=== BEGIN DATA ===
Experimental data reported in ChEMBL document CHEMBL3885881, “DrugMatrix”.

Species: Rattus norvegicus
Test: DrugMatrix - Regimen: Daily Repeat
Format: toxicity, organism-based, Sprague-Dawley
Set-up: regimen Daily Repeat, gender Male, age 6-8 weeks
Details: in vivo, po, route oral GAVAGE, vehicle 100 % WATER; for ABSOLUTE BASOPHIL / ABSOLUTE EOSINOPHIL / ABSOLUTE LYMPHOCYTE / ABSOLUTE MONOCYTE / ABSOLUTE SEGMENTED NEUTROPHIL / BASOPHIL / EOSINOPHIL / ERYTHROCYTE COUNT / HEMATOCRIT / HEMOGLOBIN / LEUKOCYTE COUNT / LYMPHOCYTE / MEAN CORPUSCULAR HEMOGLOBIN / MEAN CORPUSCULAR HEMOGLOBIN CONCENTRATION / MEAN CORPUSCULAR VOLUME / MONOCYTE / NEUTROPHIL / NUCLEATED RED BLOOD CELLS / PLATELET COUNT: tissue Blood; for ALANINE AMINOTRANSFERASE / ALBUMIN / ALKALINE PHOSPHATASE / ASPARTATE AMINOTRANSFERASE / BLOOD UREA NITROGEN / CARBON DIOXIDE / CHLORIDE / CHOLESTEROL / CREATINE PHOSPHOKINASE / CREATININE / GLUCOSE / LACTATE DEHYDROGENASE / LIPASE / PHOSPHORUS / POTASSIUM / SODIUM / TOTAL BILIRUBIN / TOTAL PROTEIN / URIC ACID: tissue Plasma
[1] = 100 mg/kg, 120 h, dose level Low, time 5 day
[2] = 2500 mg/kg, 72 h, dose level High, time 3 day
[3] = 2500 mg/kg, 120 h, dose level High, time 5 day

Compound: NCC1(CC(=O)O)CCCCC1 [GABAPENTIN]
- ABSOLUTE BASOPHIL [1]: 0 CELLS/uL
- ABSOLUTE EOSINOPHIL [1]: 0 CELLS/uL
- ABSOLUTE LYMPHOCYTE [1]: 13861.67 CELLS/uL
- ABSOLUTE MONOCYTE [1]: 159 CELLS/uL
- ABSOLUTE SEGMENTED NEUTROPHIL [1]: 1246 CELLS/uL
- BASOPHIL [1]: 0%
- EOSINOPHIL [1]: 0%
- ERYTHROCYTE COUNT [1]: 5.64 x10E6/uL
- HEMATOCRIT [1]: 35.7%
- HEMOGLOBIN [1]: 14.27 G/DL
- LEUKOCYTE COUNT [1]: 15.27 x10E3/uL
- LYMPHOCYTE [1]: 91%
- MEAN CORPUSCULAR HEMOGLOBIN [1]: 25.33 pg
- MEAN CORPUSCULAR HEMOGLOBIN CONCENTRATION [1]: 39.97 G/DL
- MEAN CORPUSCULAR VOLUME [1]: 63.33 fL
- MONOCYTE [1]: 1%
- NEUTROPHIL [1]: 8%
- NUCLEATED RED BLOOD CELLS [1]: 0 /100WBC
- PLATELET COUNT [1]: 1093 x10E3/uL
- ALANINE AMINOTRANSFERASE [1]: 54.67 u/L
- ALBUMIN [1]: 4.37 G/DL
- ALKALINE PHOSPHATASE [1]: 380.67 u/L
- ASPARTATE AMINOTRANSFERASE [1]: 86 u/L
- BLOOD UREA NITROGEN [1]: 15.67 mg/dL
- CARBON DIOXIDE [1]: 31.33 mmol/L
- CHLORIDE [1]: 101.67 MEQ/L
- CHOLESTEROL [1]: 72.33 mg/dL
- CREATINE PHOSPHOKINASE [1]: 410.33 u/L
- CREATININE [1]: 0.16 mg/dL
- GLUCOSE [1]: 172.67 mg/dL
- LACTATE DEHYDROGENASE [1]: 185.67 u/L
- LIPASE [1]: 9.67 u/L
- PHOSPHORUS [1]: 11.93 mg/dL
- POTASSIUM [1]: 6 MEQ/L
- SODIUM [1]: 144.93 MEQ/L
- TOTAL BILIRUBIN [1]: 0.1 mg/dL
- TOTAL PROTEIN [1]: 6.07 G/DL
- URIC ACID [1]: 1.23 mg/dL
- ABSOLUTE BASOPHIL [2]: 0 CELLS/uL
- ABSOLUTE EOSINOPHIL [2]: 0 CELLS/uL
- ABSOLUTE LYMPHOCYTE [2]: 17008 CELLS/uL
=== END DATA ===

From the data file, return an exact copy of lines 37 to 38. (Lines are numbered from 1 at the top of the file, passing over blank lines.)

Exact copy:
- CHOLESTEROL [1]: 72.33 mg/dL
- CREATINE PHOSPHOKINASE [1]: 410.33 u/L